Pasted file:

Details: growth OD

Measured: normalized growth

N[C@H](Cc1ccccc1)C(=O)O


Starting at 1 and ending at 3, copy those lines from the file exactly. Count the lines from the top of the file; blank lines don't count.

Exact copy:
Details: growth OD

Measured: normalized growth

N[C@H](Cc1ccccc1)C(=O)O